I am suggesting to you today that this passage offers us clues as to where to find the Risen Christ.  Too often we look in the wrong places and we fail to stay open to the unexpected.  Often people erroneously look to find the Risen Christ according to their personal expectations.  We think, for example, that we find Christ in our pastor or in our leaders.  We think we find Christ in our health and in our wealth.  No wonder we get disappointed.  Notice that our scripture teaches us today that Christ came to them as they journeyed; he was with them in their conversation, he opened up the scriptures to them, and he made himself known to them during supper in the breaking of the bread and in the sharing in the cup.  It was these things that made their hearts burn within them and transformed their seeing and their understanding.  It was all about the Word, the Sacrament of supping with him, and their fellowship together.  These were the things that ultimately mattered.

We may be looking to Jesus to deliver us from the new reality of the world we find ourselves in.  We may expect him to deliver us from this lockdown, to heal people we know who have gotten this virus.  We may be expecting him to return us to normalcy.  We may be looking to Jesus to deliver us from economic hardship this difficult time has brought.  But this may be misrecognition.  That is what the people in our Gospels had originally expected of him—that as the messiah he would throw off the Roman rule.  They wanted and expected a bread king, one who would satisfy all of their physical needs.  This is not what he was about.  He reveled something more: that he was there with them still, journeying along the path with them.  The take-home for us, at such a time as this, is that God’s presence in suffering is very real, but God is at work resurrecting the suffering, the grieving.  The post Covid-19 world may not look like the old world; what was once normal may not be that way again, but I would suggest that God will bring something new, some bigger way of seeing reality, perhaps this tragedy will inspire us to care more deeply for all our fellow human beings and our planet.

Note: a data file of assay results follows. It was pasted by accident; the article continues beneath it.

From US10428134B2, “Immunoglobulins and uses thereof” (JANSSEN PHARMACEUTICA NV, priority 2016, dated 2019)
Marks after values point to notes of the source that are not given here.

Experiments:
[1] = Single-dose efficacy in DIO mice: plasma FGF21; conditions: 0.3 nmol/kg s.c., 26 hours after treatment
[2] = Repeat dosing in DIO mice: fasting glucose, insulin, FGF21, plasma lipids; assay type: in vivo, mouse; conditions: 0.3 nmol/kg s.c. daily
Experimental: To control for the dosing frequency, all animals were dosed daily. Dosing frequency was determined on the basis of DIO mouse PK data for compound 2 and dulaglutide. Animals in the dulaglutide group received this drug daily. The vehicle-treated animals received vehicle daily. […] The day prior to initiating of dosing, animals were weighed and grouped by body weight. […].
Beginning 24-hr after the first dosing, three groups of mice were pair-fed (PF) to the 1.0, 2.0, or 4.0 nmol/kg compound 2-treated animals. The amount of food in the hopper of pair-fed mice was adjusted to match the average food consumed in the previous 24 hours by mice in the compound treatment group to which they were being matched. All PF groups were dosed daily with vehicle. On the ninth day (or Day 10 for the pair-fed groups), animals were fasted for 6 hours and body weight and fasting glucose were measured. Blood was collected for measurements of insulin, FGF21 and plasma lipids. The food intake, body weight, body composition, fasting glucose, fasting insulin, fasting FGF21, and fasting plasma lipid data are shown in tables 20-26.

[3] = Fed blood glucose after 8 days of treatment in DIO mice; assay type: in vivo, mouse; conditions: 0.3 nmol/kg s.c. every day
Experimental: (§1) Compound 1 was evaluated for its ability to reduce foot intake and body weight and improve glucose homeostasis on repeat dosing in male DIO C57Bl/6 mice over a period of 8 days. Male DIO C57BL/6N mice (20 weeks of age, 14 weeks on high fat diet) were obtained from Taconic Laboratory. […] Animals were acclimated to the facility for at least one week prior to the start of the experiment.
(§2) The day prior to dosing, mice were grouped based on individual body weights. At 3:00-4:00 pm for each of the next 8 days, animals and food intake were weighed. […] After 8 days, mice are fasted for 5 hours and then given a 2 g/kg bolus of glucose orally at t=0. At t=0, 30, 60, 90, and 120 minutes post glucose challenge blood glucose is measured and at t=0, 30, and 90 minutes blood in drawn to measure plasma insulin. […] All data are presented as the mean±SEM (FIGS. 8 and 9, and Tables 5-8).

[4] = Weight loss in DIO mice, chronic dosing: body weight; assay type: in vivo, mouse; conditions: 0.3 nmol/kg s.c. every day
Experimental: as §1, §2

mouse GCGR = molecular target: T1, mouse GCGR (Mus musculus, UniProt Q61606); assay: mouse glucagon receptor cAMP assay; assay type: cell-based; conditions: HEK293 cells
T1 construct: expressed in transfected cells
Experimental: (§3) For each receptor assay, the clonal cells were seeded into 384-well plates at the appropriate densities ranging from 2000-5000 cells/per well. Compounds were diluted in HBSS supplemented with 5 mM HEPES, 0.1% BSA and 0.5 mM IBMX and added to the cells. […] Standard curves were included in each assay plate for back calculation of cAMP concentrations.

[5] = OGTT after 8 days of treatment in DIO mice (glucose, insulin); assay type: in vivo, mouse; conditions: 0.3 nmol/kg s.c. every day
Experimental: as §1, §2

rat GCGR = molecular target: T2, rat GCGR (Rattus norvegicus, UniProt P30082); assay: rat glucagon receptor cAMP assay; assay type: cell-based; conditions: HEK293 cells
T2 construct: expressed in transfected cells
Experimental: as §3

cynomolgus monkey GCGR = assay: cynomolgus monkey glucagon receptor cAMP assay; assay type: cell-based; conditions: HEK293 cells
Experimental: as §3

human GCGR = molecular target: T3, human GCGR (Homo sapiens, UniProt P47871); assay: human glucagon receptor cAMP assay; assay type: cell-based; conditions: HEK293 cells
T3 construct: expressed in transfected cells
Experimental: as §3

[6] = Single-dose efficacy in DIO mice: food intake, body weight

I find it interesting that these stories of Jesus’ post-resurrection experiences involve a response of witness—of witnessing.  The two men that had their eyes opened to Jesus over dinner, after Jesus vanished from their sight, left within the same hour to go back to Jerusalem to tell what they had seen.  There they found the 11 disciples gathered with their companions.  Peter had seen the resurrected Jesus as well, and I am sure they were all comparing notes.  Witnessing, you know, is all about how the church has grown—and continues to grow.  Maybe you could share our videotaped sermons that help you now with your friends.  Maybe they need to see again, to be reminded of God’s love and presence, and to have their eyes opened to the larger realty.